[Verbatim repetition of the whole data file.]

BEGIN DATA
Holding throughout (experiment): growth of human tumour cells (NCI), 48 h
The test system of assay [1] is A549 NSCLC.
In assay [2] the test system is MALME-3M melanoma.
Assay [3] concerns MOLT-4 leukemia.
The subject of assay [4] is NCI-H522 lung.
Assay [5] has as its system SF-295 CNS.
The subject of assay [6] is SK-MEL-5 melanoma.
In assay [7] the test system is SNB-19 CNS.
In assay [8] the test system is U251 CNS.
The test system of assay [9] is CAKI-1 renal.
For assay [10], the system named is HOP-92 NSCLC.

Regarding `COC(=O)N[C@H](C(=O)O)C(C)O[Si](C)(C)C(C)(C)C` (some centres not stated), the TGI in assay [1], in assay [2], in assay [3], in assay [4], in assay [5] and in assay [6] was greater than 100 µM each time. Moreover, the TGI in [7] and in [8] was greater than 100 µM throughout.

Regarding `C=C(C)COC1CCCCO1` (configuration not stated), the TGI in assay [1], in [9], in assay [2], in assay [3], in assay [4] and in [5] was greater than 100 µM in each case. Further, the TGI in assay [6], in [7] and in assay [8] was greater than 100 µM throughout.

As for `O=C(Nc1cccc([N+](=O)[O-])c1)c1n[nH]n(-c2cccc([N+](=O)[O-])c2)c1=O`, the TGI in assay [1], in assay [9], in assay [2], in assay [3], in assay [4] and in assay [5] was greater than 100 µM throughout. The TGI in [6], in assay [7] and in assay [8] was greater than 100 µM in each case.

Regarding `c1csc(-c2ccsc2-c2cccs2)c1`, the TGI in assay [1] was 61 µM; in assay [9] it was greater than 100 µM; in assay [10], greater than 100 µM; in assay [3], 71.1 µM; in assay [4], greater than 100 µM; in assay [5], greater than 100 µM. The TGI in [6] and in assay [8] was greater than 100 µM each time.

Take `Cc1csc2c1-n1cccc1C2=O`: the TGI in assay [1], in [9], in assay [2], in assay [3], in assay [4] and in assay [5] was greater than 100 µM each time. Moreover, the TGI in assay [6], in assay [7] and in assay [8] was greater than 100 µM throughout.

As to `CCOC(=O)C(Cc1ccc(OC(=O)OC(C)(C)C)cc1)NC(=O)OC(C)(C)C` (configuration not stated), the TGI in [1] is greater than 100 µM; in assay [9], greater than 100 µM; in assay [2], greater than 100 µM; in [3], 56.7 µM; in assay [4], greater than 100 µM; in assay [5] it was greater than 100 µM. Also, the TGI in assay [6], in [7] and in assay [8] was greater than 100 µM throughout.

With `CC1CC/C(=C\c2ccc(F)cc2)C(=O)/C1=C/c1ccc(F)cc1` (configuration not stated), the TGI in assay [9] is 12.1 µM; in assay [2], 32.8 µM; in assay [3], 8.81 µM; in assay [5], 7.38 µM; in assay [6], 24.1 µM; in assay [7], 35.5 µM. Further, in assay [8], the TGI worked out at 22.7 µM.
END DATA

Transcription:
Holding throughout (experiment): growth of human tumour cells (NCI), 48 h
The test system of assay [1] is A549 NSCLC.
In assay [2] the test system is MALME-3M melanoma.
Assay [3] concerns MOLT-4 leukemia.
The subject of assay [4] is NCI-H522 lung.
Assay [5] has as its system SF-295 CNS.
The subject of assay [6] is SK-MEL-5 melanoma.
In assay [7] the test system is SNB-19 CNS.
In assay [8] the test system is U251 CNS.
The test system of assay [9] is CAKI-1 renal.
For assay [10], the system named is HOP-92 NSCLC.

Regarding `COC(=O)N[C@H](C(=O)O)C(C)O[Si](C)(C)C(C)(C)C` (some centres not stated), the TGI in assay [1], in assay [2], in assay [3], in assay [4], in assay [5] and in assay [6] was greater than 100 µM each time. Moreover, the TGI in [7] and in [8] was greater than 100 µM throughout.

Regarding `C=C(C)COC1CCCCO1` (configuration not stated), the TGI in assay [1], in [9], in assay [2], in assay [3], in assay [4] and in [5] was greater than 100 µM in each case. Further, the TGI in assay [6], in [7] and in assay [8] was greater than 100 µM throughout.

As for `O=C(Nc1cccc([N+](=O)[O-])c1)c1n[nH]n(-c2cccc([N+](=O)[O-])c2)c1=O`, the TGI in assay [1], in assay [9], in assay [2], in assay [3], in assay [4] and in assay [5] was greater than 100 µM throughout. The TGI in [6], in assay [7] and in assay [8] was greater than 100 µM in each case.

Regarding `c1csc(-c2ccsc2-c2cccs2)c1`, the TGI in assay [1] was 61 µM; in assay [9] it was greater than 100 µM; in assay [10], greater than 100 µM; in assay [3], 71.1 µM; in assay [4], greater than 100 µM; in assay [5], greater than 100 µM. The TGI in [6] and in assay [8] was greater than 100 µM each time.

Take `Cc1csc2c1-n1cccc1C2=O`: the TGI in assay [1], in [9], in assay [2], in assay [3], in assay [4] and in assay [5] was greater than 100 µM each time. Moreover, the TGI in assay [6], in assay [7] and in assay [8] was greater than 100 µM throughout.

As to `CCOC(=O)C(Cc1ccc(OC(=O)OC(C)(C)C)cc1)NC(=O)OC(C)(C)C` (configuration not stated), the TGI in [1] is greater than 100 µM; in assay [9], greater than 100 µM; in assay [2], greater than 100 µM; in [3], 56.7 µM; in assay [4], greater than 100 µM; in assay [5] it was greater than 100 µM. Also, the TGI in assay [6], in [7] and in assay [8] was greater than 100 µM throughout.

With `CC1CC/C(=C\c2ccc(F)cc2)C(=O)/C1=C/c1ccc(F)cc1` (configuration not stated), the TGI in assay [9] is 12.1 µM; in assay [2], 32.8 µM; in assay [3], 8.81 µM; in assay [5], 7.38 µM; in assay [6], 24.1 µM; in assay [7], 35.5 µM. Further, in assay [8], the TGI worked out at 22.7 µM.